Pitt football notebook: DB Pardner battles back from knee injury
• Pitt freshman defensive back Jahmahl Pardner has found a unique way of getting over the mental handicap associated with a knee injury. “I wake up every morning and tell myself it never happened, so I'll be fine,” he said. “I believe mentally I am 100 percent. Really, I am 80-85 percent. I lost a little speed. It's tough. It's humbling. It's hard to sit back and watch other people do things you want to do.” Pardner, who redshirted last season after three games when he hurt his knee against Virginia Tech, is back making plays in the secondary. He is trying to reclaim his spot in the nickel and dime pass defenses.
• Freshman kicker Chris Blewitt's strong leg has been one of the highlights of camp. He has connected on field goals from 41, 42, 47 and 49 yards. But he has yet to reach his personal best — 51, a record he holds at West Potomac (Va.) High School. He also established the school record for the longest punt (79 yards). In high school, Blewitt (5-foot-9, 170 pounds) was a soccer player who switched to football. “I liked crushing the ball more,” he said. He also played receiver and defensive back early in high school. “Until the varsity (kicker) broke his leg and they said, ‘You're done.' ” His dream: Running with the football on a fake field goal. “That's what I'm waiting for,” he said.
• Senior wide receiver Devin Street said freshman Tyler Boyd is living up to his hype. “He's smart, and he plays the game with a passion,” Street said on TribLive Radio. “We are definitely going to see some big things out of him. He never came in cocky or arrogant. He is working to earn his spot.”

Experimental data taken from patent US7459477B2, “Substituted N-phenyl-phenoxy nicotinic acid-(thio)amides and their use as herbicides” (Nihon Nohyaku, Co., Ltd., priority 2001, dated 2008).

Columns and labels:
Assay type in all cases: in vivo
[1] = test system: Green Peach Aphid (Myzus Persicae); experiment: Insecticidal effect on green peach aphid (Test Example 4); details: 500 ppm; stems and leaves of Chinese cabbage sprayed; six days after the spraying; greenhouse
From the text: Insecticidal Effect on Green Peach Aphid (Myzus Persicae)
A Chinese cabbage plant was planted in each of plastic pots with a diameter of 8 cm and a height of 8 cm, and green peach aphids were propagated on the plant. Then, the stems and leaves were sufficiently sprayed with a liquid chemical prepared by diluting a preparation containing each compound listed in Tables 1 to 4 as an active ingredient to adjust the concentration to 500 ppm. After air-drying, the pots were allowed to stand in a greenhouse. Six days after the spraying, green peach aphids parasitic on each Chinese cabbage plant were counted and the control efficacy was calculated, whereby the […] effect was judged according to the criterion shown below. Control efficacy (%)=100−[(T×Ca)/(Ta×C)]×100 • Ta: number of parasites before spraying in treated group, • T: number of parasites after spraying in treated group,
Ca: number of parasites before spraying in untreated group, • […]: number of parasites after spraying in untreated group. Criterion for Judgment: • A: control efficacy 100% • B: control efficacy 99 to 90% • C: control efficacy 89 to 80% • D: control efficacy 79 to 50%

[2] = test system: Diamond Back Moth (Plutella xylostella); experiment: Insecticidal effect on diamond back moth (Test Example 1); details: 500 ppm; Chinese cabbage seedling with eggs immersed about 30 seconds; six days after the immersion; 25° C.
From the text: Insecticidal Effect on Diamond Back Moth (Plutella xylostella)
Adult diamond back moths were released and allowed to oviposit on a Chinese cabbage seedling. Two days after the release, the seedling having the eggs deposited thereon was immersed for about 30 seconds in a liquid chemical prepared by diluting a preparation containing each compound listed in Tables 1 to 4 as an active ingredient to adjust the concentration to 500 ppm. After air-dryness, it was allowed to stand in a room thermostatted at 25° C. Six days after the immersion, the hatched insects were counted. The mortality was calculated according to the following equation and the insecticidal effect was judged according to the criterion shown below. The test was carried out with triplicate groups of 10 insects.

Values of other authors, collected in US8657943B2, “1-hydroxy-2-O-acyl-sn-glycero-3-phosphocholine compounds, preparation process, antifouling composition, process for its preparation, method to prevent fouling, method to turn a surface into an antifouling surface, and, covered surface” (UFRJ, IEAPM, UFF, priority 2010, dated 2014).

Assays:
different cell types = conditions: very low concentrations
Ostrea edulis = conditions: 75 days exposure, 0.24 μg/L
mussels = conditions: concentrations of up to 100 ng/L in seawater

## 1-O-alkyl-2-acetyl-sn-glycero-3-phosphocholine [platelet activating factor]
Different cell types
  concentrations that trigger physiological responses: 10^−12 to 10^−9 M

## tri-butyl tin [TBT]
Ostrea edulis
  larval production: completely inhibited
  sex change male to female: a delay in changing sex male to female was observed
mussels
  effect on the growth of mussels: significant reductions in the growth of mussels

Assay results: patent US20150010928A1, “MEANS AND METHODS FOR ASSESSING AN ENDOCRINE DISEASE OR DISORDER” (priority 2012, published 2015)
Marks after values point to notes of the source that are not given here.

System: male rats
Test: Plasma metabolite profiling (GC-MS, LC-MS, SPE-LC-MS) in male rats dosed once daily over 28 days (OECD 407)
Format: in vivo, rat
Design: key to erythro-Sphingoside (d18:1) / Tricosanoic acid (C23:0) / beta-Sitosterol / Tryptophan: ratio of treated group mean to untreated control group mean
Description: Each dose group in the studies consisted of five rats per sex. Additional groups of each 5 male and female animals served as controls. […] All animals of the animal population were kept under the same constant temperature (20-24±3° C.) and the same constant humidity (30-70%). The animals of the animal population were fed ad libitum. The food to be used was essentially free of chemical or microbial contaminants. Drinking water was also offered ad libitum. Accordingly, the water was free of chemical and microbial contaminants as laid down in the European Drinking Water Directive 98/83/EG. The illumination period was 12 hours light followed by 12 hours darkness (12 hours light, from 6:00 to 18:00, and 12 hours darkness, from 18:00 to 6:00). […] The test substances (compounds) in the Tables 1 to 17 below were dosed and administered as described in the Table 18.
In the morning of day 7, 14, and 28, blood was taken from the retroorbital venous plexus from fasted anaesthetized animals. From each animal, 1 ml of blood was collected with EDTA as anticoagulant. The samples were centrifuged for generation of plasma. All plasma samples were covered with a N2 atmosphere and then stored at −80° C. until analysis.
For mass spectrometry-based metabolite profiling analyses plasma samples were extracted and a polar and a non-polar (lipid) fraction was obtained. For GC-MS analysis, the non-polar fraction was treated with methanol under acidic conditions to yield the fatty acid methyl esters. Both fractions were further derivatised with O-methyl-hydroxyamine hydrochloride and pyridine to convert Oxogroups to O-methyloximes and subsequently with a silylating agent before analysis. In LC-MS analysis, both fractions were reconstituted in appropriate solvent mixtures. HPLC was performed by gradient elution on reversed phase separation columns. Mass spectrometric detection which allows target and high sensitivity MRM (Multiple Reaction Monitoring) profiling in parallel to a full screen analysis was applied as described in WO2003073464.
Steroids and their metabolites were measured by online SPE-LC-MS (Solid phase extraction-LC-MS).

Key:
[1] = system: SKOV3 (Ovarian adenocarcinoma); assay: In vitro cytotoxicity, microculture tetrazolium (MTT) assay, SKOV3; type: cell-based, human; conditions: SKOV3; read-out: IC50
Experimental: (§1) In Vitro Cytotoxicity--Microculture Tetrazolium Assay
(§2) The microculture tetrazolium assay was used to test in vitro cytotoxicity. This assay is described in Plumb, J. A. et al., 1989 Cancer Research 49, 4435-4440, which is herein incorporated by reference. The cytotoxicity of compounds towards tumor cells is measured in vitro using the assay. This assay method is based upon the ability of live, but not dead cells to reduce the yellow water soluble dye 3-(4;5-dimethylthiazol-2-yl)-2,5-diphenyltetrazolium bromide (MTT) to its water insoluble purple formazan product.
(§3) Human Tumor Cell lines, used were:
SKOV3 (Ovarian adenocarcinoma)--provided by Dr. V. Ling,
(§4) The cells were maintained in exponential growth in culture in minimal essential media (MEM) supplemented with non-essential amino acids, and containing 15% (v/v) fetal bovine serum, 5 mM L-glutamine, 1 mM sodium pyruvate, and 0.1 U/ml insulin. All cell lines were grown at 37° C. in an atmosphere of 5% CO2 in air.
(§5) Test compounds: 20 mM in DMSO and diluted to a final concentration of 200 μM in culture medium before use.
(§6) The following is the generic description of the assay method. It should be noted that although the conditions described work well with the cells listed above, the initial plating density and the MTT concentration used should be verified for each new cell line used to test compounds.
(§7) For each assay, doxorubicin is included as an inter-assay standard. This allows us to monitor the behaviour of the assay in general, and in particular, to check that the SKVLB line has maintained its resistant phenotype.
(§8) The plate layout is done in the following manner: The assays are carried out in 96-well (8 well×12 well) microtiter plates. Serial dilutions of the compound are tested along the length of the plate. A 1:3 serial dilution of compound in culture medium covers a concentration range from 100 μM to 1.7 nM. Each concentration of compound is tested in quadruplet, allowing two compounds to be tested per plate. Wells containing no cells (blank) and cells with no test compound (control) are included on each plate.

• Players get their first day off Monday before returning to practice Tuesday. The team has its first scrimmage of camp Friday. Practices are closed to the public.
— Jerry DiPaola
TribLive commenting policy
You are solely responsible for your comments and by using TribLive.com you agree to our Terms of Service.
We moderate comments. Our goal is to provide substantive commentary for a general readership. By screening submissions, we provide a space where readers can share intelligent and informed commentary that enhances the quality of our news and information.
While most comments will be posted if they are on-topic and not abusive, moderating decisions are subjective. We will make them as carefully and consistently as we can. Because of the volume of reader comments, we cannot review individual moderation decisions with readers.
We value thoughtful comments representing a range of views that make their point quickly and politely. We make an effort to protect discussions from repeated comments â either by the same reader or different readers.
We follow the same standards for taste as the daily newspaper. A few things we won't tolerate: personal attacks, obscenity, vulgarity, profanity (including expletives and letters followed by dashes), commercial promotion, impersonations, incoherence, proselytizing and SHOUTING. Don't include URLs to Web sites.
We do not edit comments. They are either approved or deleted. We reserve the right to edit a comment that is quoted or excerpted in an article. In this case, we may fix spelling and punctuation.
We welcome strong opinions and criticism of our work, but we don't want comments to become bogged down with discussions of our policies and we will moderate accordingly.
We appreciate it when readers and people quoted in articles or blog posts point out errors of fact or emphasis and will investigate all assertions. But these suggestions should be sent via e-mail. To avoid distracting other readers, we won't publish comments that suggest a correction. Instead, corrections will be made in a blog post or in an article.